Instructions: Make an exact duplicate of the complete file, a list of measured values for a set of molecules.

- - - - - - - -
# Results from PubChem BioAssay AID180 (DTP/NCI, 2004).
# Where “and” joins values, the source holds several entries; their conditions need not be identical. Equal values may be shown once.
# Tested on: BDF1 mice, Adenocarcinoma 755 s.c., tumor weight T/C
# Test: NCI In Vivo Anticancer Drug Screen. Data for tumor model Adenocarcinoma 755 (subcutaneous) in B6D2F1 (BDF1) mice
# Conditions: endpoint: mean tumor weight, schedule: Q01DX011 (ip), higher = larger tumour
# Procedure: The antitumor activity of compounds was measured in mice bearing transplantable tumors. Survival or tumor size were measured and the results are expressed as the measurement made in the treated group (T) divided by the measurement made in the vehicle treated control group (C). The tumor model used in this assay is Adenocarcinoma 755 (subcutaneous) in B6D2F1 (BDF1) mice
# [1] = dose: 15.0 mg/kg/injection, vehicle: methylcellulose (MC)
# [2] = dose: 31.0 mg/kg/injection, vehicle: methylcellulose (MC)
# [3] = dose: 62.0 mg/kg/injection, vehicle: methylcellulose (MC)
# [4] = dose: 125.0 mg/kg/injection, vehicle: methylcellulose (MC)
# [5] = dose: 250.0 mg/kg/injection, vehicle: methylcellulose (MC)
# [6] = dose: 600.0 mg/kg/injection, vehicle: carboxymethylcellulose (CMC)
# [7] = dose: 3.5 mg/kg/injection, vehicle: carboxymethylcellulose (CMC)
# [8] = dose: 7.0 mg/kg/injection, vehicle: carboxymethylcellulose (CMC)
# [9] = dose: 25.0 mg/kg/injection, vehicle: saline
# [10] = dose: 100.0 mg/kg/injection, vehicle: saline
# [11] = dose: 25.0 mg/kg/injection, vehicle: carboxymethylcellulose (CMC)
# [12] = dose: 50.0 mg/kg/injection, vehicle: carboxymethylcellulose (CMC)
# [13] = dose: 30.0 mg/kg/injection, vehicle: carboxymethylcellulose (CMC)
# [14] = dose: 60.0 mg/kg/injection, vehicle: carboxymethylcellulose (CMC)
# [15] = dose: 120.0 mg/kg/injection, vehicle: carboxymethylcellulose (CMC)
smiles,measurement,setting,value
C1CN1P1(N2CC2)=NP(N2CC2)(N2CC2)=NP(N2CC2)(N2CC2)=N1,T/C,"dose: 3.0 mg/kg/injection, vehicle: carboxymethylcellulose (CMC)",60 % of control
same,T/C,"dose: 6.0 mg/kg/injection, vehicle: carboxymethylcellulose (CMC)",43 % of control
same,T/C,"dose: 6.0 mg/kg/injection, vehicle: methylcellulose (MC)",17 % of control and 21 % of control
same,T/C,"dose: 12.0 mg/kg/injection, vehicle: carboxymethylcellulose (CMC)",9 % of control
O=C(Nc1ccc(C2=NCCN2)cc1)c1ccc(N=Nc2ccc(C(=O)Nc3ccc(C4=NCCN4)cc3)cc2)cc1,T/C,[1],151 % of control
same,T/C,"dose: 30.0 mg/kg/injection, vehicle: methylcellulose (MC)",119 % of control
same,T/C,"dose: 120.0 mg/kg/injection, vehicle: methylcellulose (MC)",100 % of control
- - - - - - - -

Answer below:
# Results from PubChem BioAssay AID180 (DTP/NCI, 2004).
# Where “and” joins values, the source holds several entries; their conditions need not be identical. Equal values may be shown once.
# Tested on: BDF1 mice, Adenocarcinoma 755 s.c., tumor weight T/C
# Test: NCI In Vivo Anticancer Drug Screen. Data for tumor model Adenocarcinoma 755 (subcutaneous) in B6D2F1 (BDF1) mice
# Conditions: endpoint: mean tumor weight, schedule: Q01DX011 (ip), higher = larger tumour
# Procedure: The antitumor activity of compounds was measured in mice bearing transplantable tumors. Survival or tumor size were measured and the results are expressed as the measurement made in the treated group (T) divided by the measurement made in the vehicle treated control group (C). The tumor model used in this assay is Adenocarcinoma 755 (subcutaneous) in B6D2F1 (BDF1) mice
# [1] = dose: 15.0 mg/kg/injection, vehicle: methylcellulose (MC)
# [2] = dose: 31.0 mg/kg/injection, vehicle: methylcellulose (MC)
# [3] = dose: 62.0 mg/kg/injection, vehicle: methylcellulose (MC)
# [4] = dose: 125.0 mg/kg/injection, vehicle: methylcellulose (MC)
# [5] = dose: 250.0 mg/kg/injection, vehicle: methylcellulose (MC)
# [6] = dose: 600.0 mg/kg/injection, vehicle: carboxymethylcellulose (CMC)
# [7] = dose: 3.5 mg/kg/injection, vehicle: carboxymethylcellulose (CMC)
# [8] = dose: 7.0 mg/kg/injection, vehicle: carboxymethylcellulose (CMC)
# [9] = dose: 25.0 mg/kg/injection, vehicle: saline
# [10] = dose: 100.0 mg/kg/injection, vehicle: saline
# [11] = dose: 25.0 mg/kg/injection, vehicle: carboxymethylcellulose (CMC)
# [12] = dose: 50.0 mg/kg/injection, vehicle: carboxymethylcellulose (CMC)
# [13] = dose: 30.0 mg/kg/injection, vehicle: carboxymethylcellulose (CMC)
# [14] = dose: 60.0 mg/kg/injection, vehicle: carboxymethylcellulose (CMC)
# [15] = dose: 120.0 mg/kg/injection, vehicle: carboxymethylcellulose (CMC)
smiles,measurement,setting,value
C1CN1P1(N2CC2)=NP(N2CC2)(N2CC2)=NP(N2CC2)(N2CC2)=N1,T/C,"dose: 3.0 mg/kg/injection, vehicle: carboxymethylcellulose (CMC)",60 % of control
same,T/C,"dose: 6.0 mg/kg/injection, vehicle: carboxymethylcellulose (CMC)",43 % of control
same,T/C,"dose: 6.0 mg/kg/injection, vehicle: methylcellulose (MC)",17 % of control and 21 % of control
same,T/C,"dose: 12.0 mg/kg/injection, vehicle: carboxymethylcellulose (CMC)",9 % of control
O=C(Nc1ccc(C2=NCCN2)cc1)c1ccc(N=Nc2ccc(C(=O)Nc3ccc(C4=NCCN4)cc3)cc2)cc1,T/C,[1],151 % of control
same,T/C,"dose: 30.0 mg/kg/injection, vehicle: methylcellulose (MC)",119 % of control
same,T/C,"dose: 120.0 mg/kg/injection, vehicle: methylcellulose (MC)",100 % of control